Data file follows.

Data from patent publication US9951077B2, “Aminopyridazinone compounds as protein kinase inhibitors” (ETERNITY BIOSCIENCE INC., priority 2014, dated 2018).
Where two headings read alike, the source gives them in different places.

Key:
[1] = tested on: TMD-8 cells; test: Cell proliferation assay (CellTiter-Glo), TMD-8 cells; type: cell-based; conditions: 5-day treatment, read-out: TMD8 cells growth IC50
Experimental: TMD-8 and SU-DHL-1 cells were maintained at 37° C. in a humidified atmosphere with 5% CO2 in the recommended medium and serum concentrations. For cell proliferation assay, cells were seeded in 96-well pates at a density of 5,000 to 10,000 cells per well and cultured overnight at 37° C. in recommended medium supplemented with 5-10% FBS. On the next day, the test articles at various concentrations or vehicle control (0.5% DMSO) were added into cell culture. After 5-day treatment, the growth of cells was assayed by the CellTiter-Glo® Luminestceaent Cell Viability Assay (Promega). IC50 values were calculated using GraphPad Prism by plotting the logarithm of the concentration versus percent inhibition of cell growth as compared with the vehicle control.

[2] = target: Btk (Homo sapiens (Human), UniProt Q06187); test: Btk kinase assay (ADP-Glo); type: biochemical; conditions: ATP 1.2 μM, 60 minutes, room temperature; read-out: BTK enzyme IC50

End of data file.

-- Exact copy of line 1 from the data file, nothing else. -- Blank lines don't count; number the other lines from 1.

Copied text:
Data from patent publication US9951077B2, “Aminopyridazinone compounds as protein kinase inhibitors” (ETERNITY BIOSCIENCE INC., priority 2014, dated 2018).